Thirty-eight years and a life as a protagonist. Of himself, before saying his name, he clarifies: “I’m Asperger’s and a gentleman”, because they are two distinctive aspects of his personality. Nicola Pesce writes books but reads thousands. The last one by him is published by Mondadori and is entitled “The fox who loved little things”. For a few weeks in the bookstore, there are days when it is the most purchased text in Italy. The discovery of Asperger’s syndrome, the acceptance and coexistence with this pathology. The story of himself and how the obsessive trait of his being is transformed into successful work.
She says before anything else: “I am an Asperger and a gentleman”. Because?
“Because that’s how it is. I say what concerns me. When I was younger I was convinced that I had a very bad temper. For example, if too many people were talking in a room, I’d start being rude, inappropriate, and thought I was downright grumpy. Then I discovered that there was a very specific reason behind that kind of reaction that surprised me, also because I have a kind and courteous disposition.”
What’s the reason?
“This autism spectrum disorder leads me to be too attentive to everything, to every word. So if there are 10 people talking and conversing in a single environment, I follow them all. This drives me crazy. Or, if you talk with the TV on, I follow both of them in detail and it’s absurd. So the syndrome is certainly a significant part of me. I also immediately say that I have Asperger’s because many mothers of children who experience the same problem as me write to me. They tell me that I set an example and therefore I do it for this too: to tell others that, by working a lot on myself, I have come out as a decent person with a minimum of social ability. And that gives a little hope to others, so I decided to make that aspect public and visible.”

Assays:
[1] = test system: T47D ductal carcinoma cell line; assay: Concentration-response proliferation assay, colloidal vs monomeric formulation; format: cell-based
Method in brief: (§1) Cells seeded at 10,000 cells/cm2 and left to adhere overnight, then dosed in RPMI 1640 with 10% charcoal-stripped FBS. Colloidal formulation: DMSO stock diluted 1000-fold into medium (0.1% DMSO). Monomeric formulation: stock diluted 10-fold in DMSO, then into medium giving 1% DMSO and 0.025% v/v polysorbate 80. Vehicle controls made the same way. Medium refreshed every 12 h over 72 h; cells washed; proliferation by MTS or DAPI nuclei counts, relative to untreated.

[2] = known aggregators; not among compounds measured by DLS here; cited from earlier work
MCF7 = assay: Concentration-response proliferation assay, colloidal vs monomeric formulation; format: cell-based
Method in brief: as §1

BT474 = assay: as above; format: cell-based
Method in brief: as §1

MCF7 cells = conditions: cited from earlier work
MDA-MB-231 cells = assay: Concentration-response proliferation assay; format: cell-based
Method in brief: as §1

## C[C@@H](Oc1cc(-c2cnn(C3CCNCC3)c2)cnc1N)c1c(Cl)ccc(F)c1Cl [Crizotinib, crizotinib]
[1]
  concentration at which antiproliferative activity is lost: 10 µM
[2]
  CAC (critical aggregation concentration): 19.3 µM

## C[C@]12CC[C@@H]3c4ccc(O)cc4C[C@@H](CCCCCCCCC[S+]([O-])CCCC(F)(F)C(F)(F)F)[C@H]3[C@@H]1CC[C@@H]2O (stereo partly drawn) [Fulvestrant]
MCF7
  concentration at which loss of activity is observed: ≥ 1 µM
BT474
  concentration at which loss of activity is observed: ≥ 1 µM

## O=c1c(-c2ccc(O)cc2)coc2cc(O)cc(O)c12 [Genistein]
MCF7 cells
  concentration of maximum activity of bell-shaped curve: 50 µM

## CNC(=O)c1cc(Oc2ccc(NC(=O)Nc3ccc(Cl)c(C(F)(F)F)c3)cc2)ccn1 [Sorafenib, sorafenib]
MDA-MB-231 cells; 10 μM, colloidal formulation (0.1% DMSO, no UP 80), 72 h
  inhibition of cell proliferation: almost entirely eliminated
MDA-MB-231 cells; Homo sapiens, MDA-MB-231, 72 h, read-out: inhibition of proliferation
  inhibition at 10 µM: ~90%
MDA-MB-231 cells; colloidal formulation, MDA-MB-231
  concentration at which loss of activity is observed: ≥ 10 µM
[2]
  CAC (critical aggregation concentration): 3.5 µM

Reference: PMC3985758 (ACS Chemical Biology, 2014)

How did you live your childhood before ending up on the shelves among the most read books?
“Up to the age of 30, I lived through very particular years. I was unable to make friends and concentrated on everything. Everything, every interest becomes an obsession for me. For example, I like to read and have read thousands of books.”
How did you know you have Asperger’s Syndrome?
“Look, people spoke to me but I didn’t hear, so I had the same concept repeated a thousand times. I went to an ENT who found no hearing problems. He was the one who told me it could be an autistic trait. So I deepened and was followed by specific professionals.”
Is there something about her that takes some sort of benefit from this issue?
“Yes, in the sense that I focus a lot on everything I do. For me a passion, a job becomes an obsession and I do everything with the utmost precision. I’m trying to delegate some tasks to others, for example, and for me it’s a huge effort because I find it very difficult.” This is how Nicola Pesce, writer, talks about his work in relation to his pathology: Asperger’s, he writes books and sells thousands of copies throughout Italy.
How does it penalize him instead?